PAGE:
Resolving the emission transition dipole moments of single doubly-excited seeded nanorods via heralded defocused imaging

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    Semiconductor nanocrystal emission polarization is a crucial probe of nanocrystal physics and an essential factor for nanocrystal-based technologies. While the transition dipole moment of the lowest excited state to ground state transition is well characterized, the dipole moment of higher multiexcitonic transitions is inaccessible via most spectroscopy techniques. Here, we realize direct characterization of the doubly-excited state relaxation transition dipole by heralded defocused imaging. Defocused imaging maps the dipole emission pattern onto a fast single-photon avalanche diode detector array, allowing the post-selection of photon pairs emitted from the biexciton-exciton emission cascade and resolving the differences in transition dipole moments. Type-I1/2 seeded nanorods exhibit higher anisotropy of the biexciton-to-exciton transition compared to the exciton-to-ground state transition. In contrast, type-II seeded nanorods display a reduction of biexciton emission anisotropy. These findings are rationalized in terms of an interplay between transient dynamics of the refractive index and the excitonic fine structure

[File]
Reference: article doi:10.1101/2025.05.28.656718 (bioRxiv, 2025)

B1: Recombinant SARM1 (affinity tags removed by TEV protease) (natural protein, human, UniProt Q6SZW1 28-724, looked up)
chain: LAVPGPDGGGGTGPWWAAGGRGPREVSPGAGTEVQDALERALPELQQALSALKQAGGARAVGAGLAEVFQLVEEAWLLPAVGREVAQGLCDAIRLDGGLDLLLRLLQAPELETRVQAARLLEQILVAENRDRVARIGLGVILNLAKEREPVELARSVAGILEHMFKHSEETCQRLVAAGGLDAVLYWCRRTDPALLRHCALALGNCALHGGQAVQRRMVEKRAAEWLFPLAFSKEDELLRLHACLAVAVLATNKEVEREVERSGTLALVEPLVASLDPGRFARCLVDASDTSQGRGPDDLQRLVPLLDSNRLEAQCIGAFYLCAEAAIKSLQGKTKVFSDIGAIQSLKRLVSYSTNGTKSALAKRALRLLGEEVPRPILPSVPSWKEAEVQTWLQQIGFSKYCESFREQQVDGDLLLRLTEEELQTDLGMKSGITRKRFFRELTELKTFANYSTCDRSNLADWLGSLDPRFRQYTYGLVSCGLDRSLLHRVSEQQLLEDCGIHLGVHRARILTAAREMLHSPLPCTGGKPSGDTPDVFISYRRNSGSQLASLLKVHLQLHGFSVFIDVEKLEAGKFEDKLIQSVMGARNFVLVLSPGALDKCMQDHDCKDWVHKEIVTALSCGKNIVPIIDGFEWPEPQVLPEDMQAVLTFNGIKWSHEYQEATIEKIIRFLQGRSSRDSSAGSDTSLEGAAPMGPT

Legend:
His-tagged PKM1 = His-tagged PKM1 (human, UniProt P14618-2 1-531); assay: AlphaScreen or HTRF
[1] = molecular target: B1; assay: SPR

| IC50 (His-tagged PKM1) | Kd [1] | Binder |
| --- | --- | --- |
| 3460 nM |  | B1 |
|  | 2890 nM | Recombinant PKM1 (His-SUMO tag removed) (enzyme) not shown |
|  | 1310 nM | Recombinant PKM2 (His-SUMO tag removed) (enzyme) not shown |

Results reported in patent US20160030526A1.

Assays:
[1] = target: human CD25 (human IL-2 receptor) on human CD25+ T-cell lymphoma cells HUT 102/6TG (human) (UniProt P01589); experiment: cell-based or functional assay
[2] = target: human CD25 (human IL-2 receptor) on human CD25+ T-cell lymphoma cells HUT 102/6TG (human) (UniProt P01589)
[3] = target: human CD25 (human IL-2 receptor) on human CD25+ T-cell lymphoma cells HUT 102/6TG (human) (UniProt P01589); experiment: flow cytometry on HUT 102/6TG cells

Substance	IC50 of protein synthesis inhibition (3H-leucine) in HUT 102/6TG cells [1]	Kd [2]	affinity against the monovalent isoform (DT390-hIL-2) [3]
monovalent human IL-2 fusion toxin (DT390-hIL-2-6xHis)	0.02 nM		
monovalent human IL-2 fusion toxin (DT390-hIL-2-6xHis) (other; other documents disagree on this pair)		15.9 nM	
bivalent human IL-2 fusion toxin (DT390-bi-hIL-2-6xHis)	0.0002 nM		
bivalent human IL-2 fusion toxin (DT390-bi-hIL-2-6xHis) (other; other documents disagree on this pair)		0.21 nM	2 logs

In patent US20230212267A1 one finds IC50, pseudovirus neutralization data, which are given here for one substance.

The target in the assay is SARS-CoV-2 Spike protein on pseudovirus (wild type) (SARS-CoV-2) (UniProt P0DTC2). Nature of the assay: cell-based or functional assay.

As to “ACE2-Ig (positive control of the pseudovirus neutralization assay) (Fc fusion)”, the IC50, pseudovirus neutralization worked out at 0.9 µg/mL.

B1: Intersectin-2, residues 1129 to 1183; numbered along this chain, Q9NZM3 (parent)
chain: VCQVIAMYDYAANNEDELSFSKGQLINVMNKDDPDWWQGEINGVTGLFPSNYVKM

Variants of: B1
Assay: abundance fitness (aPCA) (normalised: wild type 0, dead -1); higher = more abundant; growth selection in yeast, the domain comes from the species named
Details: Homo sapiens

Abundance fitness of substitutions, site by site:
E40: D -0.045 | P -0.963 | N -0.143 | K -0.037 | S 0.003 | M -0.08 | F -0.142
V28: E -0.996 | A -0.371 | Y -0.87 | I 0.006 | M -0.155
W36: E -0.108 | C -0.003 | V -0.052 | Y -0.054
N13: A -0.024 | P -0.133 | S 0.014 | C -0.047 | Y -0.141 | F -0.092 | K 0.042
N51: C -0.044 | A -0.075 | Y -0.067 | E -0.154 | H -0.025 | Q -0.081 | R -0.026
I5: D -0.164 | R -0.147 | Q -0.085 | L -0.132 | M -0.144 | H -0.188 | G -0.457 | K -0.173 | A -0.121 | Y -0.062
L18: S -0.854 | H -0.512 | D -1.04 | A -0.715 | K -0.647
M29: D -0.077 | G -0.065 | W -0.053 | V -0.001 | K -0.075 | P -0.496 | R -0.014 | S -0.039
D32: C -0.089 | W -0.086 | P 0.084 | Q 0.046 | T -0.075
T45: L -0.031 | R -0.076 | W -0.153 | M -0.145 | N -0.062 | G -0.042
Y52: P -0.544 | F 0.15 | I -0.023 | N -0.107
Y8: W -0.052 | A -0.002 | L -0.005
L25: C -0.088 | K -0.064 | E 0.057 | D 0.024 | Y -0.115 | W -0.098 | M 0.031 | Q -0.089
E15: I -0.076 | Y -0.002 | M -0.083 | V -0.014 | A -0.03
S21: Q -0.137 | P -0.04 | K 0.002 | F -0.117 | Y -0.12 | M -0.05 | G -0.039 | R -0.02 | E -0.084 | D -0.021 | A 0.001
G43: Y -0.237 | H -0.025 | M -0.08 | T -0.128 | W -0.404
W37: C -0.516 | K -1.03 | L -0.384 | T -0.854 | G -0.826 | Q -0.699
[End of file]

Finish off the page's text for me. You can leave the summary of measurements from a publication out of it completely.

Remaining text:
Renormalization group approach to vibrational energy transfer in protein

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    Renormalization group method is applied to the study of vibrational energy transfer in protein molecule. An effective Lagrangian and associated equations of motion to describe the resonant energy transfer are analyzed in terms of the first-order perturbative renormalization group theory that has been developed as a unified tool for global asymptotic analysis. After the elimination of singular terms associated with the Fermi resonance, amplitude equations to describe the slow dynamics of vibrational energy transfer are derived, which recover the result obtained by a technique developed in nonlinear optics [S.J. Lade, Y.S. Kivshar, Phys. Lett. A 372 (2008) 1077].Comment: 11 page

    Double- to Single-Strand Transition Induces Forces and Motion in DNA Origami Nanostructures

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    The design of dynamic, reconfigurable devices is crucial for the bottom-up construction of artificial biological systems. DNA can be used as an engineering material for the de-novo design of such dynamic devices. A self-assembled DNA origami switch is presented that uses the transition from double- to single-stranded DNA and vice versa to create and annihilate an entropic force that drives a reversible conformational change inside the switch. It is distinctively demonstrated that a DNA single-strand that is extended with 0.34 nm per nucleotide - the extension this very strand has in the double-stranded configuration - exerts a contractive force on its ends leading to large-scale motion. The operation of this type of switch is demonstrated via transmission electron microscopy, DNA-PAINT super-resolution microscopy and darkfield microscopy. The work illustrates the intricate and sometimes counter-intuitive forces that act in nanoscale physical systems that operate in fluids